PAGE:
Elastic limit - the point till which the wire retains its original length after the force is withdrawn.

Yield point - the point where there is a large permanent change in length with no extra load force.

This is how these two terms are defined in my A Level book and also stated by my teacher.

In Wikipedia, yield point is stated as follows:

A yield strength or yield point is the material property defined as the stress at which a material begins to deform plastically. Prior to the yield point the material will deform elastically and will return to its original shape when the applied stress is removed. Once the yield point is passed, some fraction of the deformation will be permanent and non-reversible.

By that definition, shouldn't yield point and elastic limit have the same point on a stress-strain graph?

I know that below the elastic limit, the material will only show elastic behaviour. After the yield point, the material will exhibit plasticity. Nevertheless, the gap between these two is very small.

So, in the picture below, why are they put in two different points which are pretty far apart from each other?

Stress-strain graph for a ductile material

P.S. If the picture is wrong in anyway, please mention why it's wrong.

  • $\begingroup$ Where is the other points on this graph ? i.e,breaking point, plastic rigion $\endgroup$ Commented Aug 27, 2021 at 3:24

2 Answers 2


Referring to your graph which is for a ductile material I suggest the following.

A is the limit of proportionality up to which the stress and strain are proportional to one another and when unloaded the material goes back to its original length.

B is the elastic limit.
With stresses below this the material behaves elastically i.e., when unloaded returns back to its original length although at the highest stress the graph is no longer a straight line.
It is also true that there is greater increase in strain for a given increase in stress in stress beyond the yield point.

C is the yield point which when reached will result in a permanent deformation of an arbitrarily defined amount of strain (sometimes $0.2\%$) when the stress is removed.

E is the onset of necking (reduction in cross sectional area of the material) where the stress is actually increasing (graph ending at D) but the evaluated stress used for plotting some graphs assumes the cross section of area of the material does not change (graph ending at F).

A really good material to observe these effects is brass in the form of a wire which is about 2 or 3 metres long.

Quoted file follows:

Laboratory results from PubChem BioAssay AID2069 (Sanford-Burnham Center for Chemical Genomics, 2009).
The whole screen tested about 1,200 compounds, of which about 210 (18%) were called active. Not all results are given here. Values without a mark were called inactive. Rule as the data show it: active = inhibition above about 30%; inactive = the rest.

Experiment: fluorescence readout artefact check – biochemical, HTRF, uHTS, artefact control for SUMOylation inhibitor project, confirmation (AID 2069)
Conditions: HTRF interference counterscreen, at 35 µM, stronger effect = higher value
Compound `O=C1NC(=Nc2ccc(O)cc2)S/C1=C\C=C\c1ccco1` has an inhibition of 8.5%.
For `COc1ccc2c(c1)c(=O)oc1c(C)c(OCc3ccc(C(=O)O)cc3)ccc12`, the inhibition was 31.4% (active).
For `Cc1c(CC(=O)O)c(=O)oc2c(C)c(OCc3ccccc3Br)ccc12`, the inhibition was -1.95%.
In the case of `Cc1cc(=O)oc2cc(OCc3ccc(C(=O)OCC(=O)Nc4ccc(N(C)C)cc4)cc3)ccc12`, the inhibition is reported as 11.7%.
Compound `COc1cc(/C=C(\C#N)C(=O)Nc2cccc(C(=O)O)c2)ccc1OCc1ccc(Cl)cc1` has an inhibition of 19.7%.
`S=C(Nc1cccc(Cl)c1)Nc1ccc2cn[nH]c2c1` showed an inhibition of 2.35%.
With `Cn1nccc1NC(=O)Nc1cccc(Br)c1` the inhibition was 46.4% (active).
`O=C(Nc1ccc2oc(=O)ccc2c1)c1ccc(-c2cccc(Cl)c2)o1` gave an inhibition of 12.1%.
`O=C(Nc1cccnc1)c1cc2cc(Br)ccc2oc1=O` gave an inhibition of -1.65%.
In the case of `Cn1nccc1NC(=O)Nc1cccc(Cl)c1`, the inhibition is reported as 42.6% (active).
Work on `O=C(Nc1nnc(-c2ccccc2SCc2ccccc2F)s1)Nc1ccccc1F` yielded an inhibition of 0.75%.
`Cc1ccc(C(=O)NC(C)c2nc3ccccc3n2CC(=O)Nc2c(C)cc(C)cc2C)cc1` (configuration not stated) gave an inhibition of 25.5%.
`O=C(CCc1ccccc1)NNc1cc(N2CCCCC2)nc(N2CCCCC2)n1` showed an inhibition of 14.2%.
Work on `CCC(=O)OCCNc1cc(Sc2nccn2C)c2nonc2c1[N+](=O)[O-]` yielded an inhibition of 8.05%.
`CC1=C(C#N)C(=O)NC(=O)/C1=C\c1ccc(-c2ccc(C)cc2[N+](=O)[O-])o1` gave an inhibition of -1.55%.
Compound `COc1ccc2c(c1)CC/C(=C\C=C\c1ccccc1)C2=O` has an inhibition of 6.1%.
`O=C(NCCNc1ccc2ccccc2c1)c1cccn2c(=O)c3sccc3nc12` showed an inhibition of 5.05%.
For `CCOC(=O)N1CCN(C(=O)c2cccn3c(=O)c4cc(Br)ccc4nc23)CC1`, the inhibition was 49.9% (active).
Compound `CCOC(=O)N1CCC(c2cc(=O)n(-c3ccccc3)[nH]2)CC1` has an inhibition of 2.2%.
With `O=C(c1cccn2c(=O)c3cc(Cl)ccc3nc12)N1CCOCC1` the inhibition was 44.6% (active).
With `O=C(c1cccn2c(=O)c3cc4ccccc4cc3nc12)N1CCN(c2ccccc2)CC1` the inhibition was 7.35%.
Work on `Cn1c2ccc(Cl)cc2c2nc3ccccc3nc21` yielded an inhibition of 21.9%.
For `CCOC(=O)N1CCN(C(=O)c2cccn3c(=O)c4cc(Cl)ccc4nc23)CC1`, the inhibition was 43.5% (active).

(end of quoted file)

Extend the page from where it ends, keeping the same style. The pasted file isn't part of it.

Initially with small loads the wire extends a little bit and elastically.
Then beyond a certain load when an extra weight is added the loads move down visibly (centimetres) and then stops.
The wire is now past its yield point.
This large visible increase in length just after an extra load is added is probably what your teacher was talking about? Removing the load the wire does not go back to its original length.
Loading the brass wire further produces large visible extensions and then eventually the wire breaks and using a magnifying glass one can easily see the neck which is the characteristic of a ductile fracture.

  • 1
    $\begingroup$ My teacher said the yield point is at point C. Is that possible? If not, what is actually happening at C? $\endgroup$
    – Ahnaf
    Commented Nov 3, 2016 at 12:07
  • 1
    $\begingroup$ So what does your teacher say B is? What it might be is the elastic limit and whenC is reached unloading will result in the engineers' rule of thumb permanent strain of $0.2\%$. $\endgroup$
    – Farcher
    Commented Nov 3, 2016 at 12:24
  • 1
    $\begingroup$ My teacher said that B is the elastic limit. $\endgroup$
    – Ahnaf
    Commented Nov 3, 2016 at 12:25
  • $\begingroup$ Your teacher will be trying to get you to pass an examination as well as teach you some Physics. If the syllabus has defined these parameters then you should stick to those definitions. $\endgroup$
    – Farcher
    Commented Nov 3, 2016 at 12:30
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    $\begingroup$ I'm not concerned about passing but rather learning the correct thing. In some other sites, I've seen that yield point and elastic limit are given at different points. So which one is correct? $\endgroup$
    – Ahnaf
    Commented Nov 3, 2016 at 12:34

Yield point is well defined and shown on graph for mild steel and it's beyond elastic limit. For other materials like copper or aluminum is defined as the point of intersection of stress-strain curve and a line drawn parallel to linear part fron 0.2 percent deformation (strain ε) and it is also beyond the elastic limit.


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